After the motion to pursue a pilot program for motorized scooters failed, the Ames City Council voted to create a list of priorities regulating micromobility.
In June 2019, the staff was directed by the Council to investigate how other cities regulated micromobility, specifically focusing on motorized scooters and the consideration to offer them in Ames.
Micromobility includes several modes of transportation, though the defining factor is the gross vehicle weight is less than 1,100 pounds.
A committee that consisted of Iowa State and the city of Ames staff studied and reviewed the information and identified benefits and concerns of scooters.
The scooters could reduce the carbon emissions as well as create more jobs, according to the city of Ames staff report, while contributing to the fun factor within the Council’s goals. Additionally, the scooters would complement the existing form of public transportation.
“Among students, I have heard only support for [the pilot program]—albeit those people probably aren’t thinking about the harms and they’re thinking a lot about the fun—I think there is value in that,” said ex-officio Devyn Leeson. “I mean one of our Council goals that we just adopted and talking about is making Ames a fun place, right?”
Leeson said with more information, Iowa State Student Government could be more supportive of the decision.
One of the primary benefits discussed was the fun factor they would bring, while the biggest concern was potential safety hazards.
A primary concern of scooters is safety, and it is dependent on the jurisdiction of where and when they are operated. There is also a concern of enforcement and who will be responsible for enforcing the parking of scooters. The staff reported the police department or another city department would not be advisable to assign this task to.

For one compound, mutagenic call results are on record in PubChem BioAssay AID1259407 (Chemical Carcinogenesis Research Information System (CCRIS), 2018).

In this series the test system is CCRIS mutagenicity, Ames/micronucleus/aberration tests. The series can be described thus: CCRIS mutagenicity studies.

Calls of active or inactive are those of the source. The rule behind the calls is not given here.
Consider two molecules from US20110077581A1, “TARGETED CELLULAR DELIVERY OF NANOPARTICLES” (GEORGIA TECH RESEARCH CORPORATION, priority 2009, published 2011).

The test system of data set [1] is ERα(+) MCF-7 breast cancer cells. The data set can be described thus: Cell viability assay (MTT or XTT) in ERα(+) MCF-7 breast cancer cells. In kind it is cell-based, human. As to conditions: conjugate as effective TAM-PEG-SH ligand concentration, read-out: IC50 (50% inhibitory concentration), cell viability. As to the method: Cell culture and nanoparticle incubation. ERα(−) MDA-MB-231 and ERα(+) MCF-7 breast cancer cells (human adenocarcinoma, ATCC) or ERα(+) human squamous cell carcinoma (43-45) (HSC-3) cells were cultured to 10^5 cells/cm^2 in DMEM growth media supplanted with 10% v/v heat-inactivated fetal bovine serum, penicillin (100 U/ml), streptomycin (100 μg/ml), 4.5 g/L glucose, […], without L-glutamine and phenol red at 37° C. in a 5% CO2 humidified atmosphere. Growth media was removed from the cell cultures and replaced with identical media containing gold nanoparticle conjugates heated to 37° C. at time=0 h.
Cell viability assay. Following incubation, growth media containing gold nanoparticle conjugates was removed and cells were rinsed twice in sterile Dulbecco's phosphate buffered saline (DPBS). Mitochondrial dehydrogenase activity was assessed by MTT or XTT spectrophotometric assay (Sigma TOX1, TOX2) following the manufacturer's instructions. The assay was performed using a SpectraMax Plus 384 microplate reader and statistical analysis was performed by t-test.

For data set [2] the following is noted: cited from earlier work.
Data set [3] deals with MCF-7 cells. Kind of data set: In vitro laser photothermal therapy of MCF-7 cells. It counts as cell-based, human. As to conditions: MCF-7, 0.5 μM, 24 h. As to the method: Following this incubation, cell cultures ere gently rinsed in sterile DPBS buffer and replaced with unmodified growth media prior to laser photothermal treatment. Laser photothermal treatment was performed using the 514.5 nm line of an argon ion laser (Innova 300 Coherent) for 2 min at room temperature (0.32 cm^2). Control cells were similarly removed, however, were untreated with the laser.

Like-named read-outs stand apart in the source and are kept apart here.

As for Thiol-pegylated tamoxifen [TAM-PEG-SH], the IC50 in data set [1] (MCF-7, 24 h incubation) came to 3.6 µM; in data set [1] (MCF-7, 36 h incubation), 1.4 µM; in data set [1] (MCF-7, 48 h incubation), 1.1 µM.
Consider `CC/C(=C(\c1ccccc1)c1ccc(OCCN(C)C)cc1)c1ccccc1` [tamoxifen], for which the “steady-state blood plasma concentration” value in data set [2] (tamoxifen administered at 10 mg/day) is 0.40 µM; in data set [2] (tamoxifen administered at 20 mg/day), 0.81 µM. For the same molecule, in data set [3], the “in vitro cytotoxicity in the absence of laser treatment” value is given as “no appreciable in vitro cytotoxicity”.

Councilwoman Rachel Junck, representing Ward 4, said the responsibility could rely on the business.
“I would be supportive of doing a pilot program, I’m not 100 percent sure that this is going to work in Ames [...] but I think a lot of the policy questions with enforcement and geofencing in particular, could be answered and we could figure out the specifics in how these scooters work,” Junck said. “So I’d be interested in doing a pilot program if maybe limiting the number of scooters or the amount of companies that can come in and start so we can really understand how the ordinances work and how we can have the enforcement work.”
Several pilot programs have been launched within the United States, including a 30-day program in Cedar Rapids, Iowa, according to The Des Moines Register. There, the scooters cost $1 to unlock and 15 cents per minute to operate.
The pilot program in Cedar Rapids prohibited users from riding on downtown sidewalks and instead use available bicycle lanes. The Register also reported the scooters could be abandoned “almost anywhere” though there are designated painted parking areas as well as bicycle sharing stations.
This form of enforcement also rose concern regarding the relationship between the business and its customers, Councilman David Martin, who represents Ward 3, said.
“So we have to look at those companies’ relationships with their customers who are our residents and when I look at the contracts the companies have with their users—I’m not very impressed,” Martin said. “The users have to waive significant rights [...] the users of these devices take all risk [...] Some of this is business as usual this day in age but again, we’re entering into a partnership with a company that is getting people [to] agree to this, in order to use the products. It makes me uncomfortable.”